How Do I Talk to My Child About Microtia Surgery?
Microtia is a congenital deformity characterized by an external ear that is small, malformed, or absent. At his Beverly Hills, CA, center, plastic surgeon John Reinisch specializes in microtia treatment. He performs surgery to rebuild the outer ear and correct any hearing loss.
MEDPOR® ear reconstruction, a surgical technique created by Dr. Reinisch, allows children to undergo microtia surgery as young as three years old. Our parent’s guide to microtia educates parents about their child’s treatment. Additionally, Dr. Reinisch offers tips to prepare parents for how to talk to children about microtia surgery so that they feel comfortable going into treatment.
When Should I Discuss Surgery With My Child?
When preparing a child for surgery, it is good to give them time to consider what treatment will be like. However, you don’t want to give a child too much time to worry about what might happen or how surgery could hurt them. Ideally, parents should discuss microtia surgery with toddlers just a day or two before treatment. Preschool and school-age children may have more questions about the procedure, so discussions should start around three to four days before surgery.
Discuss Why Your Child Is Having Surgery
When talking to a child about microtia surgery, we recommend discussing why the procedure is necessary. Children should understand the need for surgery does not mean that something about them is bad or wrong. Explain how microtia surgery will make their ear look like other ears and how the surgery can help them hear better so that it is easier to watch TV, talk to family, and hear their teacher in school.
Keep Things Simple
At our Beverly Hills practice, microtia surgery is often performed on young children who have limited understanding. Complex words and technical terms could make a child more confused and scared about their procedure. Instead, parents should keep things simple. For instance, consider telling a child the doctor will help them fall asleep so he can rebuild their ear before they wake up.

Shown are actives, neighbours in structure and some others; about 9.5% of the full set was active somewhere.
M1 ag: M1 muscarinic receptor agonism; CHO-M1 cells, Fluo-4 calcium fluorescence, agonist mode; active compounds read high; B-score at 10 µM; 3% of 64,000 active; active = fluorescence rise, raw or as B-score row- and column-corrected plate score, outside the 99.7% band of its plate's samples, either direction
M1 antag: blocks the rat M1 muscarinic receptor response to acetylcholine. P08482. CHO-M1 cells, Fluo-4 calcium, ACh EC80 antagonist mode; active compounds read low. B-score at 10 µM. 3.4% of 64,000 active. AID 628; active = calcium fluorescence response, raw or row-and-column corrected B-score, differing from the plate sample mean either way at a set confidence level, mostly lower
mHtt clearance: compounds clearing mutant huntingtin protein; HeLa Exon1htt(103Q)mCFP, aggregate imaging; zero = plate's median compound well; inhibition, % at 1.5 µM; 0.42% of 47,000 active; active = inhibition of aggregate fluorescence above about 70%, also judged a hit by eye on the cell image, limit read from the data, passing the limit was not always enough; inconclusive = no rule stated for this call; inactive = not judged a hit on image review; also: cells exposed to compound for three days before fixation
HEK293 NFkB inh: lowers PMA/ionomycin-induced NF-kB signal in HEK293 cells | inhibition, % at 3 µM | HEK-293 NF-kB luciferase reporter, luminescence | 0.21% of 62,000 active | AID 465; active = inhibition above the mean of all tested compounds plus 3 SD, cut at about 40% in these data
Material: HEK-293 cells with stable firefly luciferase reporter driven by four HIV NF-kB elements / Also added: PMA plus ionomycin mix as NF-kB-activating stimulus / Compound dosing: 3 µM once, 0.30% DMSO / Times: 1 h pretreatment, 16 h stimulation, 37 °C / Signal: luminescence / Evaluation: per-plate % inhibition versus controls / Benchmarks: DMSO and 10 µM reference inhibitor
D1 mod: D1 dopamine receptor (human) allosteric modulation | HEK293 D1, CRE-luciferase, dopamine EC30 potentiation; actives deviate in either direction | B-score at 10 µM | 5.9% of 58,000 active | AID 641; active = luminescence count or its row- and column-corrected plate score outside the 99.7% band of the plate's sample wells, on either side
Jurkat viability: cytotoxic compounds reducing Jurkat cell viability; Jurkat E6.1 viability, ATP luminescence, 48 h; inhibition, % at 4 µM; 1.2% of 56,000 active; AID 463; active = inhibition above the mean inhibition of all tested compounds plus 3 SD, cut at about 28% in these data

Even the youngest children are likely to have questions about microtia surgery. Parents should answer questions as honestly as possible and avoid making promises they cannot keep. For instance, if a child asks if surgery will hurt, the parent can tell them no. However, they should let their child know that they might feel sore or achy after surgery but will feel better after getting some rest and recovery.
Give Your Child Some Control
Surgery can be scary for a child because they don’t know what to expect and they have no control over the process. Parents can give some control to their children by allowing them to ask questions and guide any conversation about treatment. Parents can also let their children make some choices about surgery, such as choosing a blanket or stuffed animal to bring with them to the hospital.
Dr. John Reinisch is a leading expert in microtia treatment. If you are interested in learning more about the surgical techniques offered at his Beverly Hills center and how they can benefit your child, we invite you to schedule an appointment. To get started, send us a message online or call (833) 896-3277.